As the Biden administration moves closer to banning menthol cigarettes — the type of cigarettes used by the vast majority of Black smokers — debates have emerged between Black leaders and experts concerning the wisdom of this move. Last week, Blavity spoke to attorney Benjamin Crump, who argues that the proposed ban will fail to achieve its intended effects while having a negative unintended consequence for Black communities. Crump is not alone in expressing this worry, with the Rev. Al Sharpton delivering similar warnings to the White House. Other leading Black figures and organizations, however, are in favor of the ban. Blavity recently spoke to Portia White, NAACP Vice President of Policy and Legislative Affair, who spoke of her organization’s support for the ban.

The menthol cigarette ban is "a big win for Black health"

White acknowledged that there was opposition to the menthol ban but was unequivocal in her support for the proposed policy. “Despite the opposition from those that we expect to have an opposition and those that are unexpected,” she declared, “this is a big win for Black health.”

White attributes much of the opposition to the new policy to the tobacco industry, which she says has been “placing their poison in the hands of our youth.” She laments the government’s neglect in not banning menthol cigarettes years earlier, pointing to research conducted by the FDA that “concluded that if they removed menthol from the marketplace, it would significantly enhance public health, it would save many Black lives.”

“Let’s not be fooled,” White said of arguments about the criminal justice impacts of the menthol ban. She warned that the argument linking the ban to possible policing effects is “a smokescreen to take your thoughts off really the best piece of this, which is that we’re saving some of those 47,000 lives, Black lives that are lost to tobacco-related diseases.” This life-saving impact, White added, would be in addition to lowering premature births and infant mortality and decreasing the prevalence of “heart disease, diabetes, COPD, lung disease” and other chronic illnesses that arise from smoking.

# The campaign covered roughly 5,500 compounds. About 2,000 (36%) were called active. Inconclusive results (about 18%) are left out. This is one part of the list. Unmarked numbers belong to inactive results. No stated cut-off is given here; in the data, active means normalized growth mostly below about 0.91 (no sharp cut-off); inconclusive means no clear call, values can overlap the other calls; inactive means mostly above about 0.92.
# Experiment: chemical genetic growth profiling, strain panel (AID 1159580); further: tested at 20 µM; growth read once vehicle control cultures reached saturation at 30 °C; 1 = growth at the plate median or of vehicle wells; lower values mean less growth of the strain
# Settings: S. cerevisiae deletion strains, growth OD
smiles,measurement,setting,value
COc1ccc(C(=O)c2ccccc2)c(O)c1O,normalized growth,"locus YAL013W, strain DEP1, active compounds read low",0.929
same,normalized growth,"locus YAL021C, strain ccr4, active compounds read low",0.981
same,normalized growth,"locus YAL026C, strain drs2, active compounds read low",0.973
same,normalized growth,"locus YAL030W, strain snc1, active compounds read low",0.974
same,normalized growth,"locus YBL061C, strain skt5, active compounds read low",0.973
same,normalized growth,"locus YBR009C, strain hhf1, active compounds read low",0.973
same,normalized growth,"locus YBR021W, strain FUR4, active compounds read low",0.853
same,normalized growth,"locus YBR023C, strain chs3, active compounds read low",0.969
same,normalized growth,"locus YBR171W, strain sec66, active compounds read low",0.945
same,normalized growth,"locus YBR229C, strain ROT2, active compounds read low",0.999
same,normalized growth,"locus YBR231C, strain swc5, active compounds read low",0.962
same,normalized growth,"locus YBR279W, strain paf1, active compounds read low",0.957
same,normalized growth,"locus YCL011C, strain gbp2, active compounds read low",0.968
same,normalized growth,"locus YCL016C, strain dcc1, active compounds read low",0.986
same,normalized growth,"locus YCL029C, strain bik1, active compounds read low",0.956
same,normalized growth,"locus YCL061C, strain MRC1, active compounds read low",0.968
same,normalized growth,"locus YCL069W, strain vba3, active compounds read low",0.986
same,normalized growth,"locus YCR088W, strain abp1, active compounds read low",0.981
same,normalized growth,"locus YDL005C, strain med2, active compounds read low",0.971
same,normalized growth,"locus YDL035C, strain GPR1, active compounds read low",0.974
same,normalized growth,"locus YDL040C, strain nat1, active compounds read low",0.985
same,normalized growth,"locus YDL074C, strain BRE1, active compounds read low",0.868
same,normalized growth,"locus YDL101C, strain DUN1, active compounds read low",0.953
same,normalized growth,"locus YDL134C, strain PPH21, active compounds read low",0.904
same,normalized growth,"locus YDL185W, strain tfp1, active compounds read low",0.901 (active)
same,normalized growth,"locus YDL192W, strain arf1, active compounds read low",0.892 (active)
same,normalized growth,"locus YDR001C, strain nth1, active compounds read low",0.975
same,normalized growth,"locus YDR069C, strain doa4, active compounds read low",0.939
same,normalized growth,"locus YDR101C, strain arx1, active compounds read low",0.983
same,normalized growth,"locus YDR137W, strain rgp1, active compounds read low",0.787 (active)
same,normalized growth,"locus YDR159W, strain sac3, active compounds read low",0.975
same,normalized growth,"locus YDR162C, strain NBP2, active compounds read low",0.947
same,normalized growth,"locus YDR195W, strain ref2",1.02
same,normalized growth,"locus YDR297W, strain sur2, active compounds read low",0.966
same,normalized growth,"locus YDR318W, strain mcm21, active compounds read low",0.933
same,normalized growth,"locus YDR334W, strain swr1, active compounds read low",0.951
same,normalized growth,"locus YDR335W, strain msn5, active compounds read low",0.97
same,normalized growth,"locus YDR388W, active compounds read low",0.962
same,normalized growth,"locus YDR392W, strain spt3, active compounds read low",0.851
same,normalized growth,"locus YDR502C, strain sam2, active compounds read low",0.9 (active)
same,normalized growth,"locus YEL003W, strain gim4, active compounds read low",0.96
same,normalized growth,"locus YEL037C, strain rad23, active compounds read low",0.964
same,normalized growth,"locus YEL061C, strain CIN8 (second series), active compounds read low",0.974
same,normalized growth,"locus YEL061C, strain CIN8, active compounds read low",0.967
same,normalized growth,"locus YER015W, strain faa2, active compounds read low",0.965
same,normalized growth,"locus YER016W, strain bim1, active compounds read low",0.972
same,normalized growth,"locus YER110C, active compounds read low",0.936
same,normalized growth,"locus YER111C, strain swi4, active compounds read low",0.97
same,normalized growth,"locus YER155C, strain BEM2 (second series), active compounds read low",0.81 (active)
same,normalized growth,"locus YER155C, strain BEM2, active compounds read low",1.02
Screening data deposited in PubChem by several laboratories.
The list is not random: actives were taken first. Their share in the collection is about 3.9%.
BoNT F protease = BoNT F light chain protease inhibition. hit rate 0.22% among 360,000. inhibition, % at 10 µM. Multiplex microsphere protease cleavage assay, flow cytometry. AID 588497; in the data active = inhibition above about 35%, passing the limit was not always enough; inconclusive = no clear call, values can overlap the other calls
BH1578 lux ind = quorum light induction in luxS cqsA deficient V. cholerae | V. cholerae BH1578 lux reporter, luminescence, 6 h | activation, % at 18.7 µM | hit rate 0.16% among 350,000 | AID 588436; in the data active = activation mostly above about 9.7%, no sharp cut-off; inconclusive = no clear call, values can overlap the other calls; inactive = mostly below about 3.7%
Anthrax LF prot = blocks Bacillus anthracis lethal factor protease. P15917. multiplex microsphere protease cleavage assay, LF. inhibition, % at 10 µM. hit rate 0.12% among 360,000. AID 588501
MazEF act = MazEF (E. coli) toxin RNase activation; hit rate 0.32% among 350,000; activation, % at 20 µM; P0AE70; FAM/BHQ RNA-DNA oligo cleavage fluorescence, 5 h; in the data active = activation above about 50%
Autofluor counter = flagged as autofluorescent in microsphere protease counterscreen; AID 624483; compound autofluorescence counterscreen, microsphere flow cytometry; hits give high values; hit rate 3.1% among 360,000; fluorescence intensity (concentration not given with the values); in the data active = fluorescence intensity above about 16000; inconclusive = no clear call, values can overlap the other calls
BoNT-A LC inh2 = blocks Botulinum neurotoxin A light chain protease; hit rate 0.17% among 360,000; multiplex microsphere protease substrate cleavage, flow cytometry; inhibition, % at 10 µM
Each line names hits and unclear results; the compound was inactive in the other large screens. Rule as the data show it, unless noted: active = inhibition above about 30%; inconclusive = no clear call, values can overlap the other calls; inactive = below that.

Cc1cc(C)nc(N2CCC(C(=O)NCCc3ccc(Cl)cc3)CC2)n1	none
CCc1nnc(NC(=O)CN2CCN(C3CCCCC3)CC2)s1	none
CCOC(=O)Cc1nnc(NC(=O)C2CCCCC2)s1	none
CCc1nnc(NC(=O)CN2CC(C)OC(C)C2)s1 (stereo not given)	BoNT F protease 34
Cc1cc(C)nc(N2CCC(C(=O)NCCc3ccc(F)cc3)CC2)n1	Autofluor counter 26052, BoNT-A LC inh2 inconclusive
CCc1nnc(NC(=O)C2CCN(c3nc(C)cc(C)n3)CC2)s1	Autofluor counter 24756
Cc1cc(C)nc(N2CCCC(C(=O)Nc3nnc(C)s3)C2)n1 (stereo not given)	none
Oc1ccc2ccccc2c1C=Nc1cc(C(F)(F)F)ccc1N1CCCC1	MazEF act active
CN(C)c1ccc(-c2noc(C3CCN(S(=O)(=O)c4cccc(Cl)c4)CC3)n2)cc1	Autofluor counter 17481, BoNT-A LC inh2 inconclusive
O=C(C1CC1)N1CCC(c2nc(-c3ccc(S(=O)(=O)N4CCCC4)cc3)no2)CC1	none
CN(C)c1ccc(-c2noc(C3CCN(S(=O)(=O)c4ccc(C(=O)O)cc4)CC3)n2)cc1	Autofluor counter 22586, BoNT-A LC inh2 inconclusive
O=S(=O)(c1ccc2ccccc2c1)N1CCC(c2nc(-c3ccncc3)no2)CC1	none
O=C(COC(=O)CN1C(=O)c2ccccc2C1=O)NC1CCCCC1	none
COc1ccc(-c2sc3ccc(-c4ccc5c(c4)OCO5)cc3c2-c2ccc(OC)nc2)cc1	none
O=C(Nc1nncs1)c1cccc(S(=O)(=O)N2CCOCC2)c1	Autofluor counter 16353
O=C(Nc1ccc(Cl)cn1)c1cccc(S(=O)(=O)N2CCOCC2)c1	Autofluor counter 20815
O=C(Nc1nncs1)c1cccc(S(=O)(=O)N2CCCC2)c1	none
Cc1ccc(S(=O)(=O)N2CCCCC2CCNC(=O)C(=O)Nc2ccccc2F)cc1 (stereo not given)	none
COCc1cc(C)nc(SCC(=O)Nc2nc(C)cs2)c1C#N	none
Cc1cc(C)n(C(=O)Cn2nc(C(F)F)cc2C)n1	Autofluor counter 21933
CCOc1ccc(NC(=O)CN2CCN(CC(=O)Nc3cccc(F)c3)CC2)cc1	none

Separating health and criminal justice issues

Addressing opposition from leaders such as Crump and Sharpton, White acknowledges their differences while sticking to her position. “I admire Ben Crump. I admire Al Sharpton. I admire many of the civic leaders who are on the opposite side of the aisle,” White prefaced, adding that “it really is unfortunate that they are buying in on the rhetoric and using that from the tobacco industry.”

White disagrees with the argument that, by criminalizing menthol cigarettes, the new policy would create pretexts for police to harass Black smokers and cigarette sellers and lead to more deaths like that of Eric Garner, who was choked to death by a police officer after being stopped for selling “loosie” cigarettes.

“Let’s face it. Eric Gardner was killed by a police officer because he was Black,” adding that “in my opinion, it was inconsequential that he actually had in his hand a loosie.” Pointing toward racial bias in Garner’s death, White argues that “he could have had a piece of paper in his hand, it still would have happened, because he was targeted for a completely different reason.”

Working together to save Black lives

Although White and the NAACP are currently on opposite sides of the menthol debate from leaders such as Crump and Sharpton, White maintains hope that they can still come to a common understanding and “join together” on this issue. Despite their differences, these leaders all want “to help create healthy environments” for Black people while also “really going toward police reform.” While she acknowledges the need to think through any “unintended consequences” of the menthol cigarette ban, White says that the health policy-based cigarette plan and police reform are fundamental “two different issues.”

Concerning the argument that the menthol ban will not lead smokers to quit the habit, White points toward proposed legislation such as the Health Equity and Accountability Act that would provide for “tobacco cessation support within the community” to help break the addiction to cigarettes for smokers. Overall, White believes that “there is a greater concern today for equity, and justice and for eradicating racism.” And that the menthol cigarette ban is a step toward accomplishing these goals.

“A part of institutional racism is also the fact that certain companies and organizations have been allowed to do what they’ve done within our communities,” White said,  “and the tobacco industry is a true reflection of what has been allowed, as far as ravishing our people, our community and really putting our minds in our support. In a way that’s been ill-advised for us.” Therefore, White argues, the menthol cigarette ban “is just a piece of elevating and elevating the need to eradicate racism, and to bring to our country equity, justice, for all public health concerns that we have.”